About ten years, I agreed to lead a Sunday School class at church using a tape series by some guy named Kenneth Bailey. To prepare for the class I got the video tapes, put the first one in the VCR, and started to watch. It was a talking head seated at desk in front of a bookshelf. As Bailey began his matter of fact presentation I remember thinking to myself, “Great. Who is going to come back and watch the rest after this first ‘scintillating’ presentation.” But as I sat there and watched I was stunned. This guy opened up insights about well worn passages of scripture that have totally transformed my whole understanding of the scripture and the gospel.
Starting next week, (probably on Tuesday or Wednesday) I want to expose you to the work of Dr. Kenneth E. Bailey. Here is a bio from a book published in 2003.
Kenneth E. Bailey is an author and lecturer in Middle Eastern New Testament Studies. An ordained Presbyterian academic, he also serves as Canon Theologian of the Diocese of Pittsburgh of the Episcopal Church, U.S.A. In addition to a doctorate in New Testament, he holds graduate degrees in Arabic language and literature as well as systematic theology. He spent forty years living and teaching New Testament in Egypt, Lebanon, Jerusalem and Cyprus. He is the author of many books in English and in Arabic, including Poet and Peasant & Through Peasant Eyes and Finding the Lost: Cultural Keys to Luke 15.
I will be focusing on his analysis of Luke 15. Luke 15 is where Jesus tells three parables that Bailey believes are actually to taken as a unit. The parables are of the “The Lost Sheep,” “The Lost Coin” and “The Prodigal Son.
I will be drawing on two of his books in particular. First is Poet and Peasant & Through Peasant Eyes: A Literary-Cultural Approach to the Parables in Luke. This is a 1983 compilation of two previous books, the first published in 1976 and the other in 1980. The second book, published in 2003, is Jacob and the Prodigal. How Jesus Retold the Israel’s Story. I will first take an in depth look at the story of the Prodigal Son. Then, I will pull back and look at the three stories of Luke 15 as unit as Bailey does in the second book. (Bailey's The Cross and the Prodigal: Luke 15 Through the Eyes of Middle Eastern Peasants and Finding the Lost: Cultural Keys to Luke 15 may make their way in to this discussion.)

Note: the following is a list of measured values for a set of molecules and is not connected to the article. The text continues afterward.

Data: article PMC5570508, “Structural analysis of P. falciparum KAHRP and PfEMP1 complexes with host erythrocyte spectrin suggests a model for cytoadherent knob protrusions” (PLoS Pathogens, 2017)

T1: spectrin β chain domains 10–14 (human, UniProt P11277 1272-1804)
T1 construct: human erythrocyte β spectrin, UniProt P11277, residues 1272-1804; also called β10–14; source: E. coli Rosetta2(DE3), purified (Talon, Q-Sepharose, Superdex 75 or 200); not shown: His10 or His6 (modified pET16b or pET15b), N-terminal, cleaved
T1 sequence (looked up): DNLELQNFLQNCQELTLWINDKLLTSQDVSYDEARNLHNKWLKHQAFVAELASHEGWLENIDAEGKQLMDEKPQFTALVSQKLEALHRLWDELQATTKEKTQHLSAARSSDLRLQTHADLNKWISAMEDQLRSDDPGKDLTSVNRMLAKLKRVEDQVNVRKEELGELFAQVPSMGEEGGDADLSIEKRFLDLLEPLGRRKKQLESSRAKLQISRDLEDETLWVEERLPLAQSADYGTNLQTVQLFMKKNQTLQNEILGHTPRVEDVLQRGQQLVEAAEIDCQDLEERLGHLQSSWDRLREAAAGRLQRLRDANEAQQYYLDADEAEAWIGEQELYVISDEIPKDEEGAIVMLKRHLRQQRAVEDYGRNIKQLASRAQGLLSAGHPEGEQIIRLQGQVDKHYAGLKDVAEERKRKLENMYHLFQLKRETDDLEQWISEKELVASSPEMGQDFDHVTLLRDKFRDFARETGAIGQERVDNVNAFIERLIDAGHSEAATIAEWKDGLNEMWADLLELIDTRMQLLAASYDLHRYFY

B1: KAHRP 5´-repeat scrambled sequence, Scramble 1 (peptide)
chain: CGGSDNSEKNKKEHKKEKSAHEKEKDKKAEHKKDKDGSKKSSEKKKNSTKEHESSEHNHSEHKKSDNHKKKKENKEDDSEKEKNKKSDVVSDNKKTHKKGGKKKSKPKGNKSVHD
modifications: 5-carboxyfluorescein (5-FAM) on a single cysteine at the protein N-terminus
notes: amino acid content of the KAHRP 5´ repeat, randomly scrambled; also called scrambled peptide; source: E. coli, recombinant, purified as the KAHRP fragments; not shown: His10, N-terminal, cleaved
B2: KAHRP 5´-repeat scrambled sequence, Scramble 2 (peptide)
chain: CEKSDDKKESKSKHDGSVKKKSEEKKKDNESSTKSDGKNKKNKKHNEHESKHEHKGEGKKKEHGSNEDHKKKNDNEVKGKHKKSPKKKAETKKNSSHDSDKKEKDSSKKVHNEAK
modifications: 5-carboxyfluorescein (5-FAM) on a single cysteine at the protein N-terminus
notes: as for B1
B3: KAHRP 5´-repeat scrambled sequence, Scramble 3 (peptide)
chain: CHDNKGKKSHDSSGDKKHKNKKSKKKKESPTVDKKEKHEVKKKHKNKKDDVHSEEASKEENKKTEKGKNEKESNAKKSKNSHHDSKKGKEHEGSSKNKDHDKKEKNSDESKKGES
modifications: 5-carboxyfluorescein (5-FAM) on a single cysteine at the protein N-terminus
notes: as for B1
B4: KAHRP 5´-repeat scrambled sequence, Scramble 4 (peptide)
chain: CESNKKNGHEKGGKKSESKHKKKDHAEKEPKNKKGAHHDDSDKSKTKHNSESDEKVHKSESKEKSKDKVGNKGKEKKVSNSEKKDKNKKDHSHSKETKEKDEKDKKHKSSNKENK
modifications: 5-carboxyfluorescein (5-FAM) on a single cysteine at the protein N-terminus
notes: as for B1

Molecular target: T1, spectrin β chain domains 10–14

As I have read other books, I find Bailey in the footnotes. N.T. Wright’s Jesus and the Victory of God and Henri Nouwen’s Return of the Prodigal Son are just a couple of examples. I believe that Bailey brings insights that should resonate strongly with anyone wrestling with being a Christian in a postmodern context. I won’t do his work justice so I strongly recommend you read his books, especially Jacob and the Prodigal. If nothing else, I hope to whet your appetite for his theological feast.